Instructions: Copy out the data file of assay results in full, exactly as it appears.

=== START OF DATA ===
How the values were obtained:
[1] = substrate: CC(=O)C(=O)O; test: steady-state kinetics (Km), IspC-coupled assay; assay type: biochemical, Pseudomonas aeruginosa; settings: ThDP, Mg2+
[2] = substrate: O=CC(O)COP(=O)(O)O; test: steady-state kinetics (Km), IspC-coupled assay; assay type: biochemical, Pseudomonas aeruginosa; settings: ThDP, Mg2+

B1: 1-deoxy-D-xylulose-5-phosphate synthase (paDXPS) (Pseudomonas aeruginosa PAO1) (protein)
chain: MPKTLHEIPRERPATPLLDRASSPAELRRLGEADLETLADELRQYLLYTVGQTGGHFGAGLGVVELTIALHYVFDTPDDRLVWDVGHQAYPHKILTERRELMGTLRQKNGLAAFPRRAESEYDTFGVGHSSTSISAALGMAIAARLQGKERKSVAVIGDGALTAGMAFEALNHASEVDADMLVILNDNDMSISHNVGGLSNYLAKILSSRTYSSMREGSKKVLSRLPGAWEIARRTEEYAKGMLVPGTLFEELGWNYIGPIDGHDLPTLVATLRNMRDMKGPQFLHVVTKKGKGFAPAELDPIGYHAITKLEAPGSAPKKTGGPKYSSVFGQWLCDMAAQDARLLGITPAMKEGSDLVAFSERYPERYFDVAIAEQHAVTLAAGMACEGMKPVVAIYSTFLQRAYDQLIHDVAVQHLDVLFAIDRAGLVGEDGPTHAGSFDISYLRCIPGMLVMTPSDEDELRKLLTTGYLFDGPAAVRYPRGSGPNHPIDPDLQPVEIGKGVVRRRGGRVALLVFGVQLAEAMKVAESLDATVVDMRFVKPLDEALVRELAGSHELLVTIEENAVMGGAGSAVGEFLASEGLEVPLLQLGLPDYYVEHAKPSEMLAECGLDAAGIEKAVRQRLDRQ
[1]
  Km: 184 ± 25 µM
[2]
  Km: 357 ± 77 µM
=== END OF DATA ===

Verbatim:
How the values were obtained:
[1] = substrate: CC(=O)C(=O)O; test: steady-state kinetics (Km), IspC-coupled assay; assay type: biochemical, Pseudomonas aeruginosa; settings: ThDP, Mg2+
[2] = substrate: O=CC(O)COP(=O)(O)O; test: steady-state kinetics (Km), IspC-coupled assay; assay type: biochemical, Pseudomonas aeruginosa; settings: ThDP, Mg2+

B1: 1-deoxy-D-xylulose-5-phosphate synthase (paDXPS) (Pseudomonas aeruginosa PAO1) (protein)
chain: MPKTLHEIPRERPATPLLDRASSPAELRRLGEADLETLADELRQYLLYTVGQTGGHFGAGLGVVELTIALHYVFDTPDDRLVWDVGHQAYPHKILTERRELMGTLRQKNGLAAFPRRAESEYDTFGVGHSSTSISAALGMAIAARLQGKERKSVAVIGDGALTAGMAFEALNHASEVDADMLVILNDNDMSISHNVGGLSNYLAKILSSRTYSSMREGSKKVLSRLPGAWEIARRTEEYAKGMLVPGTLFEELGWNYIGPIDGHDLPTLVATLRNMRDMKGPQFLHVVTKKGKGFAPAELDPIGYHAITKLEAPGSAPKKTGGPKYSSVFGQWLCDMAAQDARLLGITPAMKEGSDLVAFSERYPERYFDVAIAEQHAVTLAAGMACEGMKPVVAIYSTFLQRAYDQLIHDVAVQHLDVLFAIDRAGLVGEDGPTHAGSFDISYLRCIPGMLVMTPSDEDELRKLLTTGYLFDGPAAVRYPRGSGPNHPIDPDLQPVEIGKGVVRRRGGRVALLVFGVQLAEAMKVAESLDATVVDMRFVKPLDEALVRELAGSHELLVTIEENAVMGGAGSAVGEFLASEGLEVPLLQLGLPDYYVEHAKPSEMLAECGLDAAGIEKAVRQRLDRQ
[1]
  Km: 184 ± 25 µM
[2]
  Km: 357 ± 77 µM